Well, we haven't had such a system wholesale, but we have in pieces. Financial regulation for example. We took it away and the world exploded. If we switched in every way to full-scale LF, I doubt we could recover.


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Post Re: Force
Interbane wrote:
Well, we haven't had such a system wholesale, but we have in pieces. Financial regulation for example. We took it away and the world exploded. If we switched in every way to full-scale LF, I doubt we could recover.


You deregulate and phase things out overtime, not overnight.


Interbane wrote:
MrA, you should look to Libertarianism or something a bit closer to reality.


I have already looked at Libertarianism, libertarisnism. I do not need to again.

Interbane wrote:
Objectivism violates many 'rights'.


It does not violate individual rights, niether does laissez-faire capitalism.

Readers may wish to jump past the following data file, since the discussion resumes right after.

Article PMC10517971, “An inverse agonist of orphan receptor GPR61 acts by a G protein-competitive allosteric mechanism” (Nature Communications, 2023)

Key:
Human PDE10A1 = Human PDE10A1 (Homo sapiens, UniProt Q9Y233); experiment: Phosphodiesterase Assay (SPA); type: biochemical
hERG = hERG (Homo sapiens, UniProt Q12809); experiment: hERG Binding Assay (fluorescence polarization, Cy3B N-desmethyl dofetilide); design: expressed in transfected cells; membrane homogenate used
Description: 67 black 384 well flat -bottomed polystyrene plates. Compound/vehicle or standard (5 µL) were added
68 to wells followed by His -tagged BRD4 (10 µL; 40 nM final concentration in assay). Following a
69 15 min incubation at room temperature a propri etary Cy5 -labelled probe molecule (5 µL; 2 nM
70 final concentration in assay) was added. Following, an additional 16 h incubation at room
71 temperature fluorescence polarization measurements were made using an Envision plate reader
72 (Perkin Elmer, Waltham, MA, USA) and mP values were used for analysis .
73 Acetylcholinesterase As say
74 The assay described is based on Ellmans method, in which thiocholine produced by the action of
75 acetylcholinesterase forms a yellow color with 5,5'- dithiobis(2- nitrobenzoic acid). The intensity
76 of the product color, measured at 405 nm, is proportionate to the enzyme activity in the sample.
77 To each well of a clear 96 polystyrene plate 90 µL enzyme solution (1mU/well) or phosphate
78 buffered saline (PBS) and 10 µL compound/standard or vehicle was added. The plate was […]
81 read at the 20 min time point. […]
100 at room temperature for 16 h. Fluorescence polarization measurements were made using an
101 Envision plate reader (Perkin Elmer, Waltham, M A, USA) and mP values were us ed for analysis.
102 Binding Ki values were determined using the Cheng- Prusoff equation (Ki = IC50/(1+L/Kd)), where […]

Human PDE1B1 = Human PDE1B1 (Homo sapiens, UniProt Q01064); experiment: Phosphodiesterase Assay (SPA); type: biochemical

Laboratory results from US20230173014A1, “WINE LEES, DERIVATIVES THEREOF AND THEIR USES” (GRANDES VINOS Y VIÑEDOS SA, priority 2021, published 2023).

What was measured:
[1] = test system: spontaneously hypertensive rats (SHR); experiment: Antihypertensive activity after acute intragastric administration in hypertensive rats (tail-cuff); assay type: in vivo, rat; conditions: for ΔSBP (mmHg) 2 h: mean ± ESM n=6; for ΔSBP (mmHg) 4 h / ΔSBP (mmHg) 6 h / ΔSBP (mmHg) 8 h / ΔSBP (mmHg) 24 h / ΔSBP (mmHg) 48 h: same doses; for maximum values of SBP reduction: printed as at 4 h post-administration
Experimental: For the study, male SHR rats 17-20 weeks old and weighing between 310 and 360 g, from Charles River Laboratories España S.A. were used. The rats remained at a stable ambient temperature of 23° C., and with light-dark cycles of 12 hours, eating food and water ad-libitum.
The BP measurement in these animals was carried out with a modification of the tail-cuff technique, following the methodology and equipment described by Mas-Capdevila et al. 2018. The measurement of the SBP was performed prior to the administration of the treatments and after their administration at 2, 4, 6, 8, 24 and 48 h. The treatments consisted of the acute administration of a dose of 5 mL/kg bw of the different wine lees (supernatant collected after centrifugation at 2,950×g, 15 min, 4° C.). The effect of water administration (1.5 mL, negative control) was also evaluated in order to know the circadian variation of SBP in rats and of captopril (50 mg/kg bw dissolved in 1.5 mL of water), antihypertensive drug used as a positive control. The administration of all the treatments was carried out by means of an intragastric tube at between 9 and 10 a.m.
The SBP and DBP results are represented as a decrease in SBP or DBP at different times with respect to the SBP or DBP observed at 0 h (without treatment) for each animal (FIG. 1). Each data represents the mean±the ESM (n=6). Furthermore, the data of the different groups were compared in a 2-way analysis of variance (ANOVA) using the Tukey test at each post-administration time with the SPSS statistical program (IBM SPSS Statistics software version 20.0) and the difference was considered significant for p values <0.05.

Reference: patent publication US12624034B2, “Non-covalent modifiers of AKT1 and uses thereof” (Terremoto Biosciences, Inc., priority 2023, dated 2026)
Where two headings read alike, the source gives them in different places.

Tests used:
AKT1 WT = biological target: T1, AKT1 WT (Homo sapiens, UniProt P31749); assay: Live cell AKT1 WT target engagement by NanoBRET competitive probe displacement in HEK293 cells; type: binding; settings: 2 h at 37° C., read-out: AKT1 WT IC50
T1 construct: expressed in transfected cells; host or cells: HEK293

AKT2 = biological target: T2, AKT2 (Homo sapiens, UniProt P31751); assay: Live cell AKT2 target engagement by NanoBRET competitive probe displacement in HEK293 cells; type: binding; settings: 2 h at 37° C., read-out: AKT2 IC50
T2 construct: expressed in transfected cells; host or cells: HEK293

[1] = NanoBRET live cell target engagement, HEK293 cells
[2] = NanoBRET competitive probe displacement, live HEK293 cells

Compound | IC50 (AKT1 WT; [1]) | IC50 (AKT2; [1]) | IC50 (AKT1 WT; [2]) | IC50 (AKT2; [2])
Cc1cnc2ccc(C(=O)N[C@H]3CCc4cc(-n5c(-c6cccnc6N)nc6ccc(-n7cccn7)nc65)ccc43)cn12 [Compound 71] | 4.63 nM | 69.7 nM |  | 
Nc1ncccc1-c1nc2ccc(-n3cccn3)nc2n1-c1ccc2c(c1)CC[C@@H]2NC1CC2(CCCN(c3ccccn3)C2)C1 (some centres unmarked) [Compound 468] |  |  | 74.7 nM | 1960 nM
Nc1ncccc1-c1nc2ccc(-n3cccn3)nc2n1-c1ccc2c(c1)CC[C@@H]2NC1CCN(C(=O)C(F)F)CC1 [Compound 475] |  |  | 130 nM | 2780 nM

Interbane wrote:
The right for fair and equitable pay.


That is not a right. When you do issue that, you violate potential employees that are willing to work fora certain amount, and employers for hiring at a certain amount. Any governmental interference in that, violates individual rights, in laissez-faire capitalism.

Interbane wrote:
The right not to be nickel and dimed by big banks.


The banks in laissez-faire capitalism are not controlled by governmetnal regulations, and no one is forced to deal with them.

Interbane wrote:
The right for a car to have certain minimum standards when it crashes.


That is not a right. Don't buy the car if it doesn't satisfy standards you have for when it crashes. Forcing a business to comply to such standards violates their rights.

Interbane wrote:
The right for a woman to be paid the same as a man if she is equally qualified.


All individuals, no matter race, gender, whatever, pay is determined by employer. That is theirs to do by right. If anyone has a problem with the amount of pay, don't work for them.

Interbane wrote: